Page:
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Prostate cancer is the result of cancerous cells dividing uncontrollably in the prostate — a small walnut-shaped gland in men. It usually develops slowly, so there may be no signs for many years. Symptoms of prostate cancer do not usually appear until the prostate is large enough to affect the tube that carries urine from the bladder out of the penis (urethra), explains the NHS.
When this happens, you may notice a number of changes to your urinary habits.
One telltale sign of advanced prostate cancer is the need to urinate more often, especially at night, according to the American Cancer society (ACS).
Other symptoms include:
- Blood in the urine or semen
- Trouble getting an erection (erectile dysfunction or ED)
- Pain in the hips, back (spine), chest (ribs), or other areas from cancer that has spread to bones
- Weakness or numbness in the legs or feet, or even loss of bladder or bowel control from cancer pressing on the spinal cord.
According to the ACS, most of these problems are more likely to be caused by something other than prostate cancer.
“For example, trouble urinating is much more often caused by benign prostatic hyperplasia (BPH), a non-cancerous growth of the prostate,” says the health body.
Still, it’s important to flag up any unusual changes with your doctor to rule out prostate cancer, it adds.
How is prostate cancer treated?
Treatment for prostate cancer will depend on your individual circumstances, such as the stage of the cancer.
“When treatment is necessary, the aim is to cure or control the disease so it affects everyday life as little as possible and does not shorten life expectancy,” explains the NHS.
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Sometimes, if the cancer has already spread, the aim is not to cure it but to prolong life and delay symptoms, notes the health body.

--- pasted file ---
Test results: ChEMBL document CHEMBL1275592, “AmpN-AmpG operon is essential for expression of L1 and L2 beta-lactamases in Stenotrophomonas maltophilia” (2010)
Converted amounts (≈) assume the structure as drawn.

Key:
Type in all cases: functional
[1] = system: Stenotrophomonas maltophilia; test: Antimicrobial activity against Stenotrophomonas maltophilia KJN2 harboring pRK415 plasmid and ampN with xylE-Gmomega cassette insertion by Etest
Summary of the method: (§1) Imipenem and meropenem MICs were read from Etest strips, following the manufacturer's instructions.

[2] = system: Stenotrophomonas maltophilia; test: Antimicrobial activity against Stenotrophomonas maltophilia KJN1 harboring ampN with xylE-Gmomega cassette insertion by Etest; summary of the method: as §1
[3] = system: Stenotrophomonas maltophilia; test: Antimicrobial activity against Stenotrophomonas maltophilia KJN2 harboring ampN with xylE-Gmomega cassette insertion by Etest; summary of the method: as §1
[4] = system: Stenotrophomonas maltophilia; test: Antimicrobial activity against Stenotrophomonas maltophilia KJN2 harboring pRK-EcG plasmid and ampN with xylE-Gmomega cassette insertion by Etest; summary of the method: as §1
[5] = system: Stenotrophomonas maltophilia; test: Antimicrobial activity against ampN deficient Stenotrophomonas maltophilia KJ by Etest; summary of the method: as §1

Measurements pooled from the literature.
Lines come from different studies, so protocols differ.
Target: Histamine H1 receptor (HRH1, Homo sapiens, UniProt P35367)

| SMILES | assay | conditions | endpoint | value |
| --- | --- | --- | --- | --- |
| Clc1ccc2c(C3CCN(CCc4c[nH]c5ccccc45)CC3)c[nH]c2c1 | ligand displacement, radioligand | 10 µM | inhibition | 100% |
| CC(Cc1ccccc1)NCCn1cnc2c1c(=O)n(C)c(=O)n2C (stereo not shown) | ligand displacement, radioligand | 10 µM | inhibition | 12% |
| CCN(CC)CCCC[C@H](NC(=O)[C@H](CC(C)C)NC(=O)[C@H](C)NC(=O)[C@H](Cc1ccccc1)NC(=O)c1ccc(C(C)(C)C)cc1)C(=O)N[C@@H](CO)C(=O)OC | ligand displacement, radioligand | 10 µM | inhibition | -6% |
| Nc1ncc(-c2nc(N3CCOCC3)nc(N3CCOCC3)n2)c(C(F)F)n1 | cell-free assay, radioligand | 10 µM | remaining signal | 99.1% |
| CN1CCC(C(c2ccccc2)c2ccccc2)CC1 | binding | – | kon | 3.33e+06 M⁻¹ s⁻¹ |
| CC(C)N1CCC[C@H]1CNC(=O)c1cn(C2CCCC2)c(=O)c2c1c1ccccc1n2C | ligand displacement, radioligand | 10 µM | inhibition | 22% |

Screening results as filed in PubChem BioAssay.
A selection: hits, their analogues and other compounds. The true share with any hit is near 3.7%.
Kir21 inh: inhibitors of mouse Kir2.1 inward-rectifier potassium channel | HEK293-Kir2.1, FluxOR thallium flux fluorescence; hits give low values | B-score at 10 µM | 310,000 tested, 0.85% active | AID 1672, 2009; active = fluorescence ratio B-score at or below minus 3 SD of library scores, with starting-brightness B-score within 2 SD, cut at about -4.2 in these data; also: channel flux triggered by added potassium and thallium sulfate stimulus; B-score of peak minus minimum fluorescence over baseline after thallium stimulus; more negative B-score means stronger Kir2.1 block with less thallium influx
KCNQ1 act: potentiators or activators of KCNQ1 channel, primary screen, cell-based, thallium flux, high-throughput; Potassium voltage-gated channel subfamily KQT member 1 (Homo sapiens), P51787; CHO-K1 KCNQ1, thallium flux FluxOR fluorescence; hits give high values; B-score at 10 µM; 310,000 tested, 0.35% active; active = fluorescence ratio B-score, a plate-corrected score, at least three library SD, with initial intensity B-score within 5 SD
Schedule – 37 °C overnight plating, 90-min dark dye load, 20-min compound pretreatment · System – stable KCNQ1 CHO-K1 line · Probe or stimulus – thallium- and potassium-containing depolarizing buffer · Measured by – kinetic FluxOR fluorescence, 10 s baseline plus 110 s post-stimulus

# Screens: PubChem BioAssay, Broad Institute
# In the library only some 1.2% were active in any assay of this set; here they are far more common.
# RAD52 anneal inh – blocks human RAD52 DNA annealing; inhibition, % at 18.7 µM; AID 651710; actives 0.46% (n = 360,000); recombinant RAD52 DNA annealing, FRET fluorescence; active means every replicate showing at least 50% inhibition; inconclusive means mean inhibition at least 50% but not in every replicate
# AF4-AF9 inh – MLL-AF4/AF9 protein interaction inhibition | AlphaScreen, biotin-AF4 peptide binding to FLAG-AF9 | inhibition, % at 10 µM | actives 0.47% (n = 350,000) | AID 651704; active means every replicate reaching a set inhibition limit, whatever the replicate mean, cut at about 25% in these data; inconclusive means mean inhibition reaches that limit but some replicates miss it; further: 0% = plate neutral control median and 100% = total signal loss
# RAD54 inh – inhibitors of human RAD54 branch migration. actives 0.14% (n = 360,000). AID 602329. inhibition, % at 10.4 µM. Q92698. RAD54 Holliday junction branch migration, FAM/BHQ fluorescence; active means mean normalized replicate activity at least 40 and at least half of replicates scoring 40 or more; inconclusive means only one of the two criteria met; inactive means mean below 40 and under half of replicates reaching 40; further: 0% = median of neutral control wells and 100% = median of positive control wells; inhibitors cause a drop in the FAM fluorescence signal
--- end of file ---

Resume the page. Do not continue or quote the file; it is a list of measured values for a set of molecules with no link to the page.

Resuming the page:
Am I at risk?
It’s not known exactly what causes prostate cancer, although a number of things can increase your risk of developing the condition.
Age, ethnicity, genetics and lifestyle factors can all contribute to your risk of prostate cancer.
According to Cancer Research UK, prostate cancer is most prevalent in men aged 75 to 79 years.
Some inherited genes can also increase your risk of developing prostate cancer.
“These inherited genes are rare and account for only a small number of prostate cancers,” explains Cancer Research UK.
Evidence also suggests being overweight or obese increases your risk of advanced prostate cancer.
Obese means being very overweight with a body mass index (BMI) of 30 or higher, and being overweight means having a BMI of between 25 and 30.
Researchers have found a link between being obese or overweight and cancers being higher grade (faster growing).
According to the NHS, research is ongoing into the links between diet and prostate cancer, and there is some evidence that a diet high in calcium is linked to an increased risk of developing prostate cancer.
What is most important is to focus on your overall dietary approach rather than singling out specific items.
As Cancer Research UK points out, having a healthy and balanced diet can reduce the risk of cancer by helping you keep a healthy weight or lose weight.
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